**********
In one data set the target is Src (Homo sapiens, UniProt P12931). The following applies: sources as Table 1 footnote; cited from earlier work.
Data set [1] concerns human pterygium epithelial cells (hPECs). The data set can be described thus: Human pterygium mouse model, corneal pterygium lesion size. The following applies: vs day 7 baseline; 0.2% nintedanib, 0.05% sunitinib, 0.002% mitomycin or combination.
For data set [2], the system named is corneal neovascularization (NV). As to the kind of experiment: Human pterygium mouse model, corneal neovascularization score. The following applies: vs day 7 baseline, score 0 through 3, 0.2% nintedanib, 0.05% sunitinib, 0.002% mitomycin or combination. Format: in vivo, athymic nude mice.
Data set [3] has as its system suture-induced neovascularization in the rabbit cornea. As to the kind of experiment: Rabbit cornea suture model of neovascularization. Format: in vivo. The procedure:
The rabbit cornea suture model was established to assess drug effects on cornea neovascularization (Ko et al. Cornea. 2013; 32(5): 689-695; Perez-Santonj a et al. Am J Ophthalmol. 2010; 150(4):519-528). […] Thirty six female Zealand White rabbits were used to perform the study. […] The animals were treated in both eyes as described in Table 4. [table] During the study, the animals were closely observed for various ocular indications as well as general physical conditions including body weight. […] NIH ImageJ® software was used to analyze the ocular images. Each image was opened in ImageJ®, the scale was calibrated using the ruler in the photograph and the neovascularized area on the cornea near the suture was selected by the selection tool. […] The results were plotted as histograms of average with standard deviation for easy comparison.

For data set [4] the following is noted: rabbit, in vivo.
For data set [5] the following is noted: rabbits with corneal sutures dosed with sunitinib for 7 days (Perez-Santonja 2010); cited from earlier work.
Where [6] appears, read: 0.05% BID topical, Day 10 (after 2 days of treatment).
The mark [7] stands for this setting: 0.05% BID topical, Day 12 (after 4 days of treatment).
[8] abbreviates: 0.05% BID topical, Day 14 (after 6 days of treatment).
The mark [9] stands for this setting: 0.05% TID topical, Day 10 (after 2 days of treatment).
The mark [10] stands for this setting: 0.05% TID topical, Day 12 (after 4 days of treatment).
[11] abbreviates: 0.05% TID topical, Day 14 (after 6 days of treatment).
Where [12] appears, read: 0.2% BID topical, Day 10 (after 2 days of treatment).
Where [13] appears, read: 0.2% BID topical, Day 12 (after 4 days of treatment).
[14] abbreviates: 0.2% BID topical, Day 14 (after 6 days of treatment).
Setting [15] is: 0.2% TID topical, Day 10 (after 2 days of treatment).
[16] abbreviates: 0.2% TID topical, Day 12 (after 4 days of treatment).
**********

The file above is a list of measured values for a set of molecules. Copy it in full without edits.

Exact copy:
In one data set the target is Src (Homo sapiens, UniProt P12931). The following applies: sources as Table 1 footnote; cited from earlier work.
Data set [1] concerns human pterygium epithelial cells (hPECs). The data set can be described thus: Human pterygium mouse model, corneal pterygium lesion size. The following applies: vs day 7 baseline; 0.2% nintedanib, 0.05% sunitinib, 0.002% mitomycin or combination.
For data set [2], the system named is corneal neovascularization (NV). As to the kind of experiment: Human pterygium mouse model, corneal neovascularization score. The following applies: vs day 7 baseline, score 0 through 3, 0.2% nintedanib, 0.05% sunitinib, 0.002% mitomycin or combination. Format: in vivo, athymic nude mice.
Data set [3] has as its system suture-induced neovascularization in the rabbit cornea. As to the kind of experiment: Rabbit cornea suture model of neovascularization. Format: in vivo. The procedure:
The rabbit cornea suture model was established to assess drug effects on cornea neovascularization (Ko et al. Cornea. 2013; 32(5): 689-695; Perez-Santonj a et al. Am J Ophthalmol. 2010; 150(4):519-528). […] Thirty six female Zealand White rabbits were used to perform the study. […] The animals were treated in both eyes as described in Table 4. [table] During the study, the animals were closely observed for various ocular indications as well as general physical conditions including body weight. […] NIH ImageJ® software was used to analyze the ocular images. Each image was opened in ImageJ®, the scale was calibrated using the ruler in the photograph and the neovascularized area on the cornea near the suture was selected by the selection tool. […] The results were plotted as histograms of average with standard deviation for easy comparison.

For data set [4] the following is noted: rabbit, in vivo.
For data set [5] the following is noted: rabbits with corneal sutures dosed with sunitinib for 7 days (Perez-Santonja 2010); cited from earlier work.
Where [6] appears, read: 0.05% BID topical, Day 10 (after 2 days of treatment).
The mark [7] stands for this setting: 0.05% BID topical, Day 12 (after 4 days of treatment).
[8] abbreviates: 0.05% BID topical, Day 14 (after 6 days of treatment).
The mark [9] stands for this setting: 0.05% TID topical, Day 10 (after 2 days of treatment).
The mark [10] stands for this setting: 0.05% TID topical, Day 12 (after 4 days of treatment).
[11] abbreviates: 0.05% TID topical, Day 14 (after 6 days of treatment).
Where [12] appears, read: 0.2% BID topical, Day 10 (after 2 days of treatment).
Where [13] appears, read: 0.2% BID topical, Day 12 (after 4 days of treatment).
[14] abbreviates: 0.2% BID topical, Day 14 (after 6 days of treatment).
Setting [15] is: 0.2% TID topical, Day 10 (after 2 days of treatment).
[16] abbreviates: 0.2% TID topical, Day 12 (after 4 days of treatment).